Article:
This American Life (Features)
This public radio classic created by Ira Glass jumps seamlessly from your radio to your mp3 player. The TAL people describe it as
The Show with Zefrank (Comedy)
The language earns it an
BBC | From Our Own Correspondent (News and Politics)
As the name implies, this radio show features in-depth news coverage from each correspondents' respective beat. The BBC podcasts an extensive range of shows, but if you're still wanting more, you can hear the news in 33 different languages on the BBC's website: http://news.bbc.co.uk/
Scientific American's 60-Second Science (Science)
A well-spent minute of amusing stories from the science world that explains things like: what happened to the golf ball that was whacked off the International Space Station by a cosmonaut?
Cool Hunting Video (Culture)
The blog of the same name launched a
Slate Magazine Daily Podcast (Current Events)
You would think that making a podcast by simply reading a print story out loud would be as exciting as, well, reading a newspaper over the radio, but host Andy Bowers' selection and delivery—not to mention the stories themselves--make for an interesting show. He does interviews, too.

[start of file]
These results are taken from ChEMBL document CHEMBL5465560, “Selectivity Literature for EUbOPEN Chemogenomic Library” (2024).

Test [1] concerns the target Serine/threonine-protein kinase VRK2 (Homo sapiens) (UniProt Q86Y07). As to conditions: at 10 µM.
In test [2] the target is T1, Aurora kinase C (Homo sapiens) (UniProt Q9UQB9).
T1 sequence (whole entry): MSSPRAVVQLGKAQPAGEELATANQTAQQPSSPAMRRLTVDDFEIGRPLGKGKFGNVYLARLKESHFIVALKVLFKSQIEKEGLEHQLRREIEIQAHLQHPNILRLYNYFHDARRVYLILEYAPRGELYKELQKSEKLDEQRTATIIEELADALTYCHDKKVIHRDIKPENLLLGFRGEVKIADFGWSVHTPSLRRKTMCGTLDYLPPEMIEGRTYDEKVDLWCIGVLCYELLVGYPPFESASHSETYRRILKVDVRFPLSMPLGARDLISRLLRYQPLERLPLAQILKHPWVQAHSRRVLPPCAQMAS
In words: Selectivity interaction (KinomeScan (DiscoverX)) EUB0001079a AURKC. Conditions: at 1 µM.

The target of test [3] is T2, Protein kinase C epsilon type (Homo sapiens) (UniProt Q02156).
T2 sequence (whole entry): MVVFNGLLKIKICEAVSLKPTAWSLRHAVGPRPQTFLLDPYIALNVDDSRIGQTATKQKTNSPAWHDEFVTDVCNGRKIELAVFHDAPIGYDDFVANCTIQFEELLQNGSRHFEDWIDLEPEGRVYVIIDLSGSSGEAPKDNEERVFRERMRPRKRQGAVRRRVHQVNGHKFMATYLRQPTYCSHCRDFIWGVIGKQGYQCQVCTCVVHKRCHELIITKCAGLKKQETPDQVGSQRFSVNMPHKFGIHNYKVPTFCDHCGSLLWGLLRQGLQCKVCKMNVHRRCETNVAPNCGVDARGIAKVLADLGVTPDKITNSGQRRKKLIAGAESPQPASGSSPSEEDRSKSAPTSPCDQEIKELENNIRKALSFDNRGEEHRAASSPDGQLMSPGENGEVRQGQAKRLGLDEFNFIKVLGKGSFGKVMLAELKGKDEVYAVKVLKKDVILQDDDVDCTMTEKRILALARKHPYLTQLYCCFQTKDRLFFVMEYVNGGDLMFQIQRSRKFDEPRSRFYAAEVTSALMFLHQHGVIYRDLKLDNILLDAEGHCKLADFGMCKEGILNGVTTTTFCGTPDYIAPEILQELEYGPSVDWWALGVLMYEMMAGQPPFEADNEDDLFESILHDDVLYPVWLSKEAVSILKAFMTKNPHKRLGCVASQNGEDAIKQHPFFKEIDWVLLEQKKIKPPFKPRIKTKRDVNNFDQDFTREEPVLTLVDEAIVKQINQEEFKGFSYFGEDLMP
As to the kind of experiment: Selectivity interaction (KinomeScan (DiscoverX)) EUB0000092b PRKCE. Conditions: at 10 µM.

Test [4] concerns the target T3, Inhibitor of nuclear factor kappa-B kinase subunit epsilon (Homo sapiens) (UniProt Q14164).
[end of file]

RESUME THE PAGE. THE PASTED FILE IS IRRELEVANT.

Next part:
WFUV's Take Five (Music)
Spend five minutes with musicians you like and ones you haven't heard of yet. Hosted by Rita Houston, guests range from Ani DiFranco to Tom Waits to The Asylum Street Spankers. A good mix of interview and music.
WSJ's Your Money Matters (Business)
This news-you-can-use program gives sound advice on handling your cash. Topics include how to start investing in the stock market when you don't have a lot of money to spare, and how to avoid paying too much to access your bank account.
TWiT (This Week In Tech) with Leo Laporte and Friends (Technolog
An hour plus
This techie gabfest will keep enthusiasts up-to-date on the latest technology news. The informed roundtable keeps things lively.
Learn Mandarin Chinese (Education)
Even if learning Chinese was not on your to-do list, this language lesson offers engaging repartee between the hosts — a native and non-native speaker — who discuss the nuances of the language instead of simply adhering to the "repeat after me" approach.
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